Detection of Autism in Infants

The project goal is to develop, demonstrate, and validate an automated, objective system for detecting early warning signs of autism in infants. The approach is non-invasive and uses an in-home system comprising low-cost, off-the shelf equipment in the form of microphones, video cameras, and accelerometers. Data generated by the system are transmitted via internet protocol to a central processing facility where innovative algorithms -- which will be the core contribution of the proposed study -- extract diagnostic profiles. Unlike current diagnosis and detection of autism, which relies on behavioral assessment and subjective clinical judgment along with parent questionnaires, these diagnostic profiles are objective and based on sophisticated computer analysis of voice and movement patterns and hence are expected to be more reliable, accurate, and information-rich.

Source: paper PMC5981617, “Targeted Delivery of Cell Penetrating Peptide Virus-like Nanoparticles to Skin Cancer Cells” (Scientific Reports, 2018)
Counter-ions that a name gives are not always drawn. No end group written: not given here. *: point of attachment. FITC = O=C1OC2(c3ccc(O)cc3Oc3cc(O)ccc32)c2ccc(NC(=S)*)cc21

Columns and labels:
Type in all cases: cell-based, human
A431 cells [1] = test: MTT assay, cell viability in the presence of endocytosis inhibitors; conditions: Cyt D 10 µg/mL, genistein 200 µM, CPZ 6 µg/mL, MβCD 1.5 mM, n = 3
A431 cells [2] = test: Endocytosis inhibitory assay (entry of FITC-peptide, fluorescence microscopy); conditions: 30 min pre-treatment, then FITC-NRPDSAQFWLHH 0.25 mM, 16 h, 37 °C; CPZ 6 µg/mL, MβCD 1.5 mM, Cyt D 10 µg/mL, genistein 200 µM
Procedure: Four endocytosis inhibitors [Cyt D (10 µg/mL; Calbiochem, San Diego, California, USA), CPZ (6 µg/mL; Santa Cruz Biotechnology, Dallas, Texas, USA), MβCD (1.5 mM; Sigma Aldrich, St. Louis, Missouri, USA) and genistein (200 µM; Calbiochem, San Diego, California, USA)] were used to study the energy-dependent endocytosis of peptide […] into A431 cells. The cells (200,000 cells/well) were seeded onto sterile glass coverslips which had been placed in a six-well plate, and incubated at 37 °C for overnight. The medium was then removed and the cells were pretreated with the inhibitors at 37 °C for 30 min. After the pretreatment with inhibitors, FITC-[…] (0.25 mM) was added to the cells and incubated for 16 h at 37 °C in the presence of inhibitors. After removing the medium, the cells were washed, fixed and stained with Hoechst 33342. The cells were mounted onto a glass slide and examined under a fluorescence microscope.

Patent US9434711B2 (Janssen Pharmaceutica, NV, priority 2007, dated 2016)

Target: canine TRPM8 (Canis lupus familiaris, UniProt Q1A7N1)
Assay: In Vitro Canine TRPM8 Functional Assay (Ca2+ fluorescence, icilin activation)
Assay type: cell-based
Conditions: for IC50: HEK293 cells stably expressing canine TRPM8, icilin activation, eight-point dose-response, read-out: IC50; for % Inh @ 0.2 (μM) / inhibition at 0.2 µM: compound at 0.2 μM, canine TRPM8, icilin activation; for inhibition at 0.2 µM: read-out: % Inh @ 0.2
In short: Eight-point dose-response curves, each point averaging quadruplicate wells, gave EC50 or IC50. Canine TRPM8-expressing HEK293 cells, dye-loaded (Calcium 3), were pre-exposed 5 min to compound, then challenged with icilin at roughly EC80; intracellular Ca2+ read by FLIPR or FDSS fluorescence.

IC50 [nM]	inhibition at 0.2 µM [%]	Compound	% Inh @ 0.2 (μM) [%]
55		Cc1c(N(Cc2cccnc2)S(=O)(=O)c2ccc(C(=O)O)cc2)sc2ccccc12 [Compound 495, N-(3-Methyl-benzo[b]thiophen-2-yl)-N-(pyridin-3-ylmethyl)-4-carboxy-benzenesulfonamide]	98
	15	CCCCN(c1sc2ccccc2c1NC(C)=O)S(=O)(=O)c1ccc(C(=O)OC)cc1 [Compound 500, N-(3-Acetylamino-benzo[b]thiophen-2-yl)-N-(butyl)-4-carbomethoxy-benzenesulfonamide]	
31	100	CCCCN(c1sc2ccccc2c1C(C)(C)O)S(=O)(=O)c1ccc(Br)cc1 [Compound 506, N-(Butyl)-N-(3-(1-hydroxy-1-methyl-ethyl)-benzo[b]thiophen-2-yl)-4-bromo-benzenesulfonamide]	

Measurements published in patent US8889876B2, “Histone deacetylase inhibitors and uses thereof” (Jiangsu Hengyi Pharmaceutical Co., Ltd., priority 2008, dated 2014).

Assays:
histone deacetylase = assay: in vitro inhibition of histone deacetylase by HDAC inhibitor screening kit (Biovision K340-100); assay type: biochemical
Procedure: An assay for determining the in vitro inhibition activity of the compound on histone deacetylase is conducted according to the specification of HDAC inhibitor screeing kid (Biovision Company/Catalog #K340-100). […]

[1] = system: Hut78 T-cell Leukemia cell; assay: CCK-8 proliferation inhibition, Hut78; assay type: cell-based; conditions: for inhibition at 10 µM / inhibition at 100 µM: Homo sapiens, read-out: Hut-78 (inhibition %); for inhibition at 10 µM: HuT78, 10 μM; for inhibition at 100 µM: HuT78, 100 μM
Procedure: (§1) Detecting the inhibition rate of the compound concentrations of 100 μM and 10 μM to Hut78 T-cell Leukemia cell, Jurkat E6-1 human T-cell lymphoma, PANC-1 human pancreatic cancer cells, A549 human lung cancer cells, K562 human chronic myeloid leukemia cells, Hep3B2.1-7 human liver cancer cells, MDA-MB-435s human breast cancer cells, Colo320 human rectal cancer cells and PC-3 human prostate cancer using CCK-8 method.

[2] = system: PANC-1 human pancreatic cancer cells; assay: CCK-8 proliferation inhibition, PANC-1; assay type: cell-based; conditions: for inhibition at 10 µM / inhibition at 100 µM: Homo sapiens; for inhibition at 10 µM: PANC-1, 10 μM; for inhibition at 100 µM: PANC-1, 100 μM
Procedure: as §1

The prototype system exemplifies an exciting new telemedicine model that may be applicable to a broad range of both neurodevelopmental disorders in addition to autism (e.g., ADHD, child bipolar disorder, ...) as well as neurodegenerative disorders (e.g., Parkinson's, Alzheimer's, ALS, ...). By replacing expensive direct clinical observation with automated data collection, and by providing the experts with highly informative and accurate diagnostic profiles, significant cost savings and simultaneous increases in diagnostic accuracy and accessibility can be expected.

Equally exciting about this project is the wealth of data and the powerful algorithms it will create, which will provide leverage for several future research studies on autism that in turn will lead to new generations of methods for diagnosis and intervention.

Funding source

OHSU Foundation

Principal Investigator

Jan van Santen